The Great Gatsby is one of the most hotly anticipated films of the year. It's no surprise then that eagle-eyed fans spotted an error the second the trailer was released. In a brightly lit Broadway sign the extremely famous 1920s show the 'Ziegfeld Follies' is misspelt as 'Zeigfeld Follies'. Its a tiny error but as they say, the devil is in the detail.
Photo by Village Roadshow May 7, 2013
This message has been edited by ahaim on Jun 10, 2013 10:18 AM
From all the previous discussion (last week, was it, or even before?) between those of you who have seen the movie, and then this example of stupid jerks who can't even do their historical research correctly for a movie, I think if someone came to our house with this Gatsby movie free on a DVD, I STILL wouldn't watch it!
This 2013 version of the Great Gatsby seems reprehensibly awful. But again, that's Hollywood -- and please folks, don't anyone come rushing up with explanations about how great these actors REALLY are, and how the directors are REALLY talented, and how we shouldn't criticize "the Business" because a bunch of coke-addled nincompoops in Los Angeles honestly believe they're doing a great job. They're not. Being barely literate is the least of their problems.
The last time I paid money to go watch a newly released movie on the big screen was when my friend Paula and I went to see the new, independent film version of Jane Eyre a couple of years ago. It was quite enjoyable -- well, let's just say the indie director was educated enough to get the historical details straight, pretty much followed the novel, and so didn't ruin it for the audience (a late afternoon matinee consisting almost entirely of middle-aged ladies like us). I haven't wanted to see a big release movie since then.
I don't know, I guess I'm an intolerant, crabby old grouch, but how much work and effort does it take to do historical research for a film when there's so much available on-line? I surely can't expect those people to read BOOKS in a LIBRARY, God forbid, so how much trouble would it have been to look up some of the cultural background on the 1920's and on F. Scott Fitzgerald by surfing websites on their laptop computers? What did these people do, punch in some quick peeks on their hand-held Blackberry and decree that extensive enough research? Obviously. And hip-hop or rap or whatever it was on the soundtrack. . . .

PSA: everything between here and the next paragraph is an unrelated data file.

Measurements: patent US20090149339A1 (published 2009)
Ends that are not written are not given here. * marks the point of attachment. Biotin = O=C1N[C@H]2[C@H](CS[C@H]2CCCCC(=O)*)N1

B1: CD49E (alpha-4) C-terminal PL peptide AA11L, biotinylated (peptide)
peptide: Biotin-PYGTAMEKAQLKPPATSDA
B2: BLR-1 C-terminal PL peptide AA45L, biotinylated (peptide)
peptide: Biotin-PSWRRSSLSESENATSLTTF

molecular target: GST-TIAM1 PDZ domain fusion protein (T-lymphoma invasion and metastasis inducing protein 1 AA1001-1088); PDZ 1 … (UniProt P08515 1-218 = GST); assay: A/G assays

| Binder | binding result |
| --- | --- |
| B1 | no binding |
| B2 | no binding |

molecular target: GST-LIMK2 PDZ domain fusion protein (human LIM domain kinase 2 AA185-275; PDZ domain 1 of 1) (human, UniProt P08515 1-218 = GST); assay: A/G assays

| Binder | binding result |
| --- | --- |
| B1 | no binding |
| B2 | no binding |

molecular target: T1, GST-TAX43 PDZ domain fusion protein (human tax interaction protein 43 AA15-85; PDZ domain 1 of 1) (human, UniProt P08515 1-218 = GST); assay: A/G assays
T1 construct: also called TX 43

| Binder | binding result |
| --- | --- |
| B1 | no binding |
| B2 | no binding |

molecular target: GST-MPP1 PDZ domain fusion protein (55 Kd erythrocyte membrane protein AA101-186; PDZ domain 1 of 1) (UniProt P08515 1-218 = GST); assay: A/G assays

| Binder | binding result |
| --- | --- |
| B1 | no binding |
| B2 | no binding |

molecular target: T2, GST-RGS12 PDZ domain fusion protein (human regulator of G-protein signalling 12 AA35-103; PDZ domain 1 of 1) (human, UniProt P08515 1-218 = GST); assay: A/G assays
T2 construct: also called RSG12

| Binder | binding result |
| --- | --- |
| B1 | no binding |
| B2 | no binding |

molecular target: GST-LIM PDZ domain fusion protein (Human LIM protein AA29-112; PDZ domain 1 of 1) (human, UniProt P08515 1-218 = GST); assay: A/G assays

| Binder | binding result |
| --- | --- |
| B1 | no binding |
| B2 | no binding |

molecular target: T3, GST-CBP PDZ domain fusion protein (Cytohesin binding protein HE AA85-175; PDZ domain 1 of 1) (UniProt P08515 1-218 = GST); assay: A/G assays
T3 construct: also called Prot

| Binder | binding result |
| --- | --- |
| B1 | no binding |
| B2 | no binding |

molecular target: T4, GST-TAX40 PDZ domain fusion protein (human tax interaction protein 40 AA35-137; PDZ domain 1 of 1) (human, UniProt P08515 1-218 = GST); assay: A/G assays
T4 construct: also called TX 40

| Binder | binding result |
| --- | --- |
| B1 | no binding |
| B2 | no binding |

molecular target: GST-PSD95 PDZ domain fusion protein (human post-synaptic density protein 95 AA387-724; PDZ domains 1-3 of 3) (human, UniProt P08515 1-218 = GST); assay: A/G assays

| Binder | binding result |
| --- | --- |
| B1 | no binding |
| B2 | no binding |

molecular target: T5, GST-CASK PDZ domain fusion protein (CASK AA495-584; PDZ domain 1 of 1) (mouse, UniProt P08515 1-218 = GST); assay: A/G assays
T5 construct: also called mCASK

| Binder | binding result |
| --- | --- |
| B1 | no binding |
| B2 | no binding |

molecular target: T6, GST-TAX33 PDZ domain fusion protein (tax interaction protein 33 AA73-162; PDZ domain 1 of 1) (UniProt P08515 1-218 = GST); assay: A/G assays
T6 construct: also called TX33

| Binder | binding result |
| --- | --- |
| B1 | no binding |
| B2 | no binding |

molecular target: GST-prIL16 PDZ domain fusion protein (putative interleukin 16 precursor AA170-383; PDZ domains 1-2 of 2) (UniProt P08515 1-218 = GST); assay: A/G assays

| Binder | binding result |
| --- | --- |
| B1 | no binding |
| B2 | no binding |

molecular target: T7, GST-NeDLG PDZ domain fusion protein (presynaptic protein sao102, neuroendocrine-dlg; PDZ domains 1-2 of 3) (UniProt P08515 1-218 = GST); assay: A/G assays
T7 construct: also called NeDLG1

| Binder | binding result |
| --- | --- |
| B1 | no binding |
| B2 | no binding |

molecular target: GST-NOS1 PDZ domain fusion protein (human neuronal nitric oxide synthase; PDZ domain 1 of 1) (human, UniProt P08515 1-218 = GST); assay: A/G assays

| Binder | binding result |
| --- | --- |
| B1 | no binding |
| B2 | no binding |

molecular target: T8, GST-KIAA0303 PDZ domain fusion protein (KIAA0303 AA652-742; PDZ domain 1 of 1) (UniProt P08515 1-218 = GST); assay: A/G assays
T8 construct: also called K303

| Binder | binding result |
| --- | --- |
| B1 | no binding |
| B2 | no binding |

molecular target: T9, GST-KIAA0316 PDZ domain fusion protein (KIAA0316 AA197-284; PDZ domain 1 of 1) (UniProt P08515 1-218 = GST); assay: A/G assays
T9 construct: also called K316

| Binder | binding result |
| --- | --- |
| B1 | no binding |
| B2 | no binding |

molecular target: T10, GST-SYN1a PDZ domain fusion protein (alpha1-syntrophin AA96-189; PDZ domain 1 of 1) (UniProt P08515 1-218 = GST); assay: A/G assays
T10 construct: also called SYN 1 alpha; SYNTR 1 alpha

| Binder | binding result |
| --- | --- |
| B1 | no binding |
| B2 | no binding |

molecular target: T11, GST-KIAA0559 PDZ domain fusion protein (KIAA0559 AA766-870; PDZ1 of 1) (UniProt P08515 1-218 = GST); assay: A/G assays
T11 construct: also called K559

As I said earlier, the small amount of hip-hop on the soundtrack was the least of this film's negative elements. It didn't add anything, but it was a minor aspect. The lack of period music (two songs that I noticed, "Let's Misbehave" and "Ain't Misbehavin,'" were effective insofar as they could be heard as background sound) and the inattention to realistic historical detail (e.g., cars appropriate to 1922) were more significant.
But the worst thing about the movie to me was letting all the overblown visuals overwhelm the human story. This plotline is as old as literature--a romantic obsession that consumes the principals--but for a drama like that to work, the audience has to identify with the characters, and for me, this factor was almost totally lacking. They were like Kabuki players or Greek actors wearing masks in a play: each character had only one or two expressions and little depth or range of emotions beyond what we could read in their nutshell descriptions in a CliffNotes guide to the novel.
Honest, Glenda. I just hate being taken for a ride with this Emperor's New Clothes stuff about the current popular movies and today's film industry. Every time diCrap picks his nose everyone falls on their face worshipping him and talking about how talented he is. I agree with you he and most other actors -- uh, if you can call them that -- only have two facial expressions.
I mean, geez, back in the 1990's when they made the Titanic movie, a collosal (sp?) overwrought expenditure, the reason they were so overbudget by billions is not only because of the admittedly pretty admirable special effects, but because all of the principal actors were all so coked up all the time it was hard to coax any sort of comprehensible performance out of them. 'Nuff said. Spoiled teenybopper celebrities wasting everyone's time and money because they can get away with it.
"You can get it in any color you want--as long as it's black," Henry Ford famously said, and it is true that cars did not come in a wide range of colors until the 1950s.
But look at the colors on the cars in this street scene: lavender, yellow, brown, orange, citron!
I realize that rich guys could get their cars painted any color they liked, but as a rule they seem to have liked black or cream. I think these jellybean-colored cars are more evidence of either reckless inattention to detail or an attack of misplaced Disneyficaton.
Just what I wanted, intelligent criticism of Gatsby!
Too bad all you guys are just plain wrong!
(Sorry, just kidding.) I think that wishing for historical accuracy is just another word for nostalgia. And I think nostalgia has no place in the creative world. Sorry guys. I really don't mean to offend anyone.